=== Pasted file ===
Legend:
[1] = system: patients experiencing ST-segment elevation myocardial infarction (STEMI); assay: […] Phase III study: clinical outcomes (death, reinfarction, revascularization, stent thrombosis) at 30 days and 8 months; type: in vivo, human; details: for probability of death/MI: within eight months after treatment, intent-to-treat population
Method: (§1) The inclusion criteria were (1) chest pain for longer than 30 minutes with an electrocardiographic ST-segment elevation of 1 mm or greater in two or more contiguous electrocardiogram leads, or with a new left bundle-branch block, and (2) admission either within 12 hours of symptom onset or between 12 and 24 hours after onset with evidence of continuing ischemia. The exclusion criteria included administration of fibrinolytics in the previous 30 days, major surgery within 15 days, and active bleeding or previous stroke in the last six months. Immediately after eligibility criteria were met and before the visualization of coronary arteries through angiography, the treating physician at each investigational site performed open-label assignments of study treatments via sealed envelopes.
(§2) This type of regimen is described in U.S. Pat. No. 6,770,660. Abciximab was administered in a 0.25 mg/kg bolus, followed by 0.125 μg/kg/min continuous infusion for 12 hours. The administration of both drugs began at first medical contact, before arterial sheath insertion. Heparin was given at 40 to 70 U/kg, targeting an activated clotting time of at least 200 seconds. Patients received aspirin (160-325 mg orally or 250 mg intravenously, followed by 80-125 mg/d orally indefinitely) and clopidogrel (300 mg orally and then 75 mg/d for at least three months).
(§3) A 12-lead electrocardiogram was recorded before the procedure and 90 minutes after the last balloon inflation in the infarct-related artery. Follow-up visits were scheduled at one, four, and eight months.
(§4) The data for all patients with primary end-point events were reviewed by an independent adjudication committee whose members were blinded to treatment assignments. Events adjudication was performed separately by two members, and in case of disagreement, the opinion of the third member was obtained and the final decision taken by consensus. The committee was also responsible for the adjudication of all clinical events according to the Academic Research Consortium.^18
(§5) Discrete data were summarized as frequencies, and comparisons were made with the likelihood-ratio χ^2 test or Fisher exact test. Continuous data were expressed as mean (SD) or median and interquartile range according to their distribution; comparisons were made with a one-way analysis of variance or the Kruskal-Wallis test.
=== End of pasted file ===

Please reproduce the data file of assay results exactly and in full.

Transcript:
Legend:
[1] = system: patients experiencing ST-segment elevation myocardial infarction (STEMI); assay: […] Phase III study: clinical outcomes (death, reinfarction, revascularization, stent thrombosis) at 30 days and 8 months; type: in vivo, human; details: for probability of death/MI: within eight months after treatment, intent-to-treat population
Method: (§1) The inclusion criteria were (1) chest pain for longer than 30 minutes with an electrocardiographic ST-segment elevation of 1 mm or greater in two or more contiguous electrocardiogram leads, or with a new left bundle-branch block, and (2) admission either within 12 hours of symptom onset or between 12 and 24 hours after onset with evidence of continuing ischemia. The exclusion criteria included administration of fibrinolytics in the previous 30 days, major surgery within 15 days, and active bleeding or previous stroke in the last six months. Immediately after eligibility criteria were met and before the visualization of coronary arteries through angiography, the treating physician at each investigational site performed open-label assignments of study treatments via sealed envelopes.
(§2) This type of regimen is described in U.S. Pat. No. 6,770,660. Abciximab was administered in a 0.25 mg/kg bolus, followed by 0.125 μg/kg/min continuous infusion for 12 hours. The administration of both drugs began at first medical contact, before arterial sheath insertion. Heparin was given at 40 to 70 U/kg, targeting an activated clotting time of at least 200 seconds. Patients received aspirin (160-325 mg orally or 250 mg intravenously, followed by 80-125 mg/d orally indefinitely) and clopidogrel (300 mg orally and then 75 mg/d for at least three months).
(§3) A 12-lead electrocardiogram was recorded before the procedure and 90 minutes after the last balloon inflation in the infarct-related artery. Follow-up visits were scheduled at one, four, and eight months.
(§4) The data for all patients with primary end-point events were reviewed by an independent adjudication committee whose members were blinded to treatment assignments. Events adjudication was performed separately by two members, and in case of disagreement, the opinion of the third member was obtained and the final decision taken by consensus. The committee was also responsible for the adjudication of all clinical events according to the Academic Research Consortium.^18
(§5) Discrete data were summarized as frequencies, and comparisons were made with the likelihood-ratio χ^2 test or Fisher exact test. Continuous data were expressed as mean (SD) or median and interquartile range according to their distribution; comparisons were made with a one-way analysis of variance or the Kruskal-Wallis test.